There is growing concern about the future of today’s youth. Concerns stem from an increase in adolescent problem behaviors (delinquency, drug use), coupled with changing social forces (both parents working, single parent homes, increases in youth unsupervised time at home alone). Over the past two decades, researchers and practitioners have taken a ‘deficit reduction’ approach to youth behavior problems. Most often, a problem has been identified (e.g. obesity), and funding has been provided so that researchers could examine strategies and develop interventions to reduce or eliminate the problem. Unfortunately, this approach is costly, and intervention programs have only demonstrated moderate success. Further, the problem-free youth are not necessarily fully prepared: youth free of drugs, alcohol use and crime are not necessarily prepared to productively engage in society. Recent theoretical and applied research proposes that an ‘asset building paradigm’ hold equal weight to a ‘deficit reduction paradigm’; that focus be placed on promoting positive youth development as well as reducing problem behaviors in youth.
Accompanying this paradigm shift is a vision of fully able children, eager to explore, gain competence, and make a difference in society. It has been suggested that youths’ potential needs only to be fostered appropriately for optimal development to occur.
Positive youth experiences and outcomes through sport
While the benefits of youth sport participation have been of interest to sport researchers for some time, no research to date has examined the benefits of sport within the framework of positive youth development. However, youth clearly experience many positive developmental outcomes through their sport involvement. In this section, research on the benefits of youth sport participation is reviewed, within the context of youth development. Specifically, benefits are examined using physical,
social, psychological/emotional, and intellectual development as a framework.
Given concern about the growth in adolescent problem behaviors in youth, the purpose is to highlight the benefits of organized youth sport, and the role that organized sports can play in contributing to the positive development in youth. Various sources of literature demonstrate how youth involved in organized sport can benefit from a better quality of life and develop numerous social skills; however, we also outlined some of the negative outcomes of youth sport. The Bronfenbrenner’s Bioecological Model highlights how shortcomings in children’s activity contexts, such as poor sport program designs (early specialization) and negative adult influences (parents and coaches), can hinder rather than enhance positive youth development. It is emphasized that organized sport programs need to be consciously designed to assure that youth have positive rather than negative experiences, resulting in positive rather than negative outcomes. Numerous features and developmental assets are said to foster positive youth development, and presented an applied sport-programming model of positive youth development as a starting point for further theoretical and applied research. The model highlights the important role of policy-makers, sport organizations, coaches, and parents in creating sport programs that embrace particular setting features and developmental assets, so to in turn create competent, confident, connected, compassionate, character-rich members of society. Lerner and colleagues’ Model of National Youth Policy suggests that these processes will in turn lead to ‘contribution’, the sixth ‘C’ of positive youth development, so that youth will ‘give back’ to civil society, and promote the positive development of the next generation of youth. As researchers continue to gain understanding of the factors contributing to positive and negative outcomes in youth sport settings, and as more comprehensive models of positive youth development through sport evolve, we urge that policy-makers, sport organizations, coaches, and parents stay abreast of current research, and apply findings to youth sport programs. While organized sport has the potential to play a significant role in contributing to youths’ positive development, it is necessary to recognize that positive youth development through sport is not automatic, but to the contrary, is dependent upon a multitude of factors that must be considered when planning and designing youth sport programs.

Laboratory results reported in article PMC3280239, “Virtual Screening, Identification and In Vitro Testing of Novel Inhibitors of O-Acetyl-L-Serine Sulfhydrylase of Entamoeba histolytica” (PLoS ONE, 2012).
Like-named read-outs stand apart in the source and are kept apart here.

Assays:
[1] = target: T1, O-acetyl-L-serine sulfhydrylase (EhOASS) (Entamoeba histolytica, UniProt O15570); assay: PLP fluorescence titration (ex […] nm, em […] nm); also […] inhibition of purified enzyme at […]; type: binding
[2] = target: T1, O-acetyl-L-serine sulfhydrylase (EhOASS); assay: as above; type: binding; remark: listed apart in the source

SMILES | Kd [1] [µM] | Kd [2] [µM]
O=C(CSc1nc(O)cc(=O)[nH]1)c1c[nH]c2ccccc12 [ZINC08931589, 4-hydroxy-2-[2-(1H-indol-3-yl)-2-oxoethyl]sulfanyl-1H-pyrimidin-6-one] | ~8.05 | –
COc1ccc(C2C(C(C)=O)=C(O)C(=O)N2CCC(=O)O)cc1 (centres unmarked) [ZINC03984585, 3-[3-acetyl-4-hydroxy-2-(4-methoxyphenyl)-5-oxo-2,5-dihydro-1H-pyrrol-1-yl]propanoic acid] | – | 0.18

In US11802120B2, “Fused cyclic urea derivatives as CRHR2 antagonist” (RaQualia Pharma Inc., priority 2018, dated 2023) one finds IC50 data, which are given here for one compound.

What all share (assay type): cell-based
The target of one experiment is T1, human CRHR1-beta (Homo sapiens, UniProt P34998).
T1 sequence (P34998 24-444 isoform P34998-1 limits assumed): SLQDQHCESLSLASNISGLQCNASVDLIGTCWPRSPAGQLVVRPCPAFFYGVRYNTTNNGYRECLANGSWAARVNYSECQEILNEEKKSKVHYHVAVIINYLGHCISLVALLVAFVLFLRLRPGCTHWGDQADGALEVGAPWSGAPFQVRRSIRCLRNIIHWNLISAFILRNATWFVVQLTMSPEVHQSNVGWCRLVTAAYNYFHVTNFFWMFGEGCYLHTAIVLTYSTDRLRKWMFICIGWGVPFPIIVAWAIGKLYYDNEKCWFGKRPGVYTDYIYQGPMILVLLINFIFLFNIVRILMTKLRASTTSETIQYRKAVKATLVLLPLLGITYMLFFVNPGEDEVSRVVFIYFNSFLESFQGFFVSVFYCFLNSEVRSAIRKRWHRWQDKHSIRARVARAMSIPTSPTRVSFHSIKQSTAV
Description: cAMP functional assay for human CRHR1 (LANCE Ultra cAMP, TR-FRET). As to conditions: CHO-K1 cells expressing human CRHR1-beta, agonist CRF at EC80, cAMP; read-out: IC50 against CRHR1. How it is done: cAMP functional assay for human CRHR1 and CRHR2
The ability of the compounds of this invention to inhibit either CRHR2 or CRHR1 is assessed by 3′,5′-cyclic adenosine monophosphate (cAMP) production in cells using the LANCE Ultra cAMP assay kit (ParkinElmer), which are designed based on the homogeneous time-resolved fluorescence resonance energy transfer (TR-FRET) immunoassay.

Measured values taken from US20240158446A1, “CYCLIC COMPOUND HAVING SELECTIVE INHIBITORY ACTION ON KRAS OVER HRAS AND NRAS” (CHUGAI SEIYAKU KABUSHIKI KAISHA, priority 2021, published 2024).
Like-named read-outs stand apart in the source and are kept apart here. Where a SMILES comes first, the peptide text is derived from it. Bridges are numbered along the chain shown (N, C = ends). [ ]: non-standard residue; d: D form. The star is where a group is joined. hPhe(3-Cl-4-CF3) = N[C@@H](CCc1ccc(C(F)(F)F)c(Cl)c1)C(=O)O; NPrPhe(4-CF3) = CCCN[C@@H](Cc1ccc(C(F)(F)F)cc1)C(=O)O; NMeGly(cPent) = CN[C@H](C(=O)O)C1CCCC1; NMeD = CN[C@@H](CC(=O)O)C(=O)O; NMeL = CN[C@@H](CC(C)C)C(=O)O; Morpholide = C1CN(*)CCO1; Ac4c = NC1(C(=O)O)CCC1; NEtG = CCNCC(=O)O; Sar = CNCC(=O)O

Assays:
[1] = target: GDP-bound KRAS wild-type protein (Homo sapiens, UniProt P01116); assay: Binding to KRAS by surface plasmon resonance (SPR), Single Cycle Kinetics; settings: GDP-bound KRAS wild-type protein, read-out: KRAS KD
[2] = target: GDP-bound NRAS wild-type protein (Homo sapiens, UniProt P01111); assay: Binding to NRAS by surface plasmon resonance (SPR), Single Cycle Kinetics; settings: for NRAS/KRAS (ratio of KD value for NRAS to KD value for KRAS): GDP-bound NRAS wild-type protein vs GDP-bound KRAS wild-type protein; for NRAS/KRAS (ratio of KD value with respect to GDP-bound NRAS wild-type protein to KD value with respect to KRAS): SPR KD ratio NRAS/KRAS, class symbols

Jessica L. Fraser-Thomas, Jean Coté and Janice Deakin
Queen’s University, Kingston, Canada